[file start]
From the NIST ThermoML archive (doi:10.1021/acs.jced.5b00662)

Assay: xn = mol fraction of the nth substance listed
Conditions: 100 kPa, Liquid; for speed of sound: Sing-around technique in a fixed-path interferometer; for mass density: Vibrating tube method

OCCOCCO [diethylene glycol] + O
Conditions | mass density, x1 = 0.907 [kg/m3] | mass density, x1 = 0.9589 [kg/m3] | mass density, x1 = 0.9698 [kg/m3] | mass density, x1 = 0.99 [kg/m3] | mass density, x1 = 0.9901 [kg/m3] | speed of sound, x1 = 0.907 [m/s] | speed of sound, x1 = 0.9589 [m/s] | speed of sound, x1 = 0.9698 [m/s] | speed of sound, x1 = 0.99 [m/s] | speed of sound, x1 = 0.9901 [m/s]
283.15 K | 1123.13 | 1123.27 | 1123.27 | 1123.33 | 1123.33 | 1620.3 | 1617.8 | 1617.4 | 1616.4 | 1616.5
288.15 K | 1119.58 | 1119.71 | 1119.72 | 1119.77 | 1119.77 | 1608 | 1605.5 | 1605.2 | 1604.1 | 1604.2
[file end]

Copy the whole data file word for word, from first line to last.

From the NIST ThermoML archive (doi:10.1021/acs.jced.5b00662)

Assay: xn = mol fraction of the nth substance listed
Conditions: 100 kPa, Liquid; for speed of sound: Sing-around technique in a fixed-path interferometer; for mass density: Vibrating tube method

OCCOCCO [diethylene glycol] + O
Conditions | mass density, x1 = 0.907 [kg/m3] | mass density, x1 = 0.9589 [kg/m3] | mass density, x1 = 0.9698 [kg/m3] | mass density, x1 = 0.99 [kg/m3] | mass density, x1 = 0.9901 [kg/m3] | speed of sound, x1 = 0.907 [m/s] | speed of sound, x1 = 0.9589 [m/s] | speed of sound, x1 = 0.9698 [m/s] | speed of sound, x1 = 0.99 [m/s] | speed of sound, x1 = 0.9901 [m/s]
283.15 K | 1123.13 | 1123.27 | 1123.27 | 1123.33 | 1123.33 | 1620.3 | 1617.8 | 1617.4 | 1616.4 | 1616.5
288.15 K | 1119.58 | 1119.71 | 1119.72 | 1119.77 | 1119.77 | 1608 | 1605.5 | 1605.2 | 1604.1 | 1604.2